Chongqing - China released a set of guidelines for facilitating the building of the basic elderly care system on May 21, aiming to strengthen the basic elderly services system by 2025.
Statistics show that, as of 2022, there were over 280 million people aged 60 and above in China, accounting for 19.8% of the country’s population.
China is addressing population aging by building supportive facilities and enhancing services for the elderly. Currently, there are 381,000 institutions and facilities for the elderly nationwide, including 341,000 community elderly service institutions and facilities.
Community elderly service institutions are significant in China’s elderly service development. Considering convenience and accessibility, elderly residents are particularly fond of community canteens, such as the one at the Cuiyun Elderly Service Center in Chongqing’s Liangjiang New Area.
Wang Xingfang, a 72-year-old resident who lives nearby, said, “I usually come to the canteen about twice a week, which is so convenient for me. The dishes are tasty and healthy while the price is quite reasonable.”
Li Wenxia, a social worker at the Cuiyun Elderly Service Center, said that the community canteen is open to all residents and is highly favored by the elderly. There are subsidies available for the elderly, with charges capped at a very reasonable rate.
For example, the elderly above 60 years old will be charged seven yuan (less than one U.S. dollar) per meal, and the elderly aged above 70 will only pay five yuan for a meal, with two yuan subsidized by the government.
Apart from the community canteen, the Cuiyun Elderly Service Center organizes various activities and classes for the elderly and releases the schedules in advance.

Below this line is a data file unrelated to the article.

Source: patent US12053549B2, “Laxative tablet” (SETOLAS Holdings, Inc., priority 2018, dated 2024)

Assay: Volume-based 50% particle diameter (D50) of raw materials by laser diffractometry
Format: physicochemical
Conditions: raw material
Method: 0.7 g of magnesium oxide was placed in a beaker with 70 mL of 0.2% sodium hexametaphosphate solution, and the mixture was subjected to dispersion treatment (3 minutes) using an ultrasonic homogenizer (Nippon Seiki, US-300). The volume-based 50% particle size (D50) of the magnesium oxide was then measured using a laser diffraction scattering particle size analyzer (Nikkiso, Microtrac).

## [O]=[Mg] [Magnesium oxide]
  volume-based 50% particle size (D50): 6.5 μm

Wang Qianlan, another elderly resident, said, “I come to the community center from Monday to Friday. There are a lot of activities and classes such as dance, art fines, reading, chess, and singing. Sometimes I feel unaccustomed on weekends when I have nowhere to go. I like the environment here, and the community workers are very kind to us.”
The center also leverages digitization to serve elderly residents better. Each resident can apply for a service card with health and family information recorded on it.
With the card, they can earn bonus points when they attend center activities or classes, which bonus points can be exchanged for gifts or services such as massages and nursing care. Community workers can also access the health and family situations of elderly residents by scanning the cards and offering instant assistance as needed.
In the future, the community plans to bring in some supermarkets and merchants for cooperation to provide further convenience and benefits to the elderly residents.
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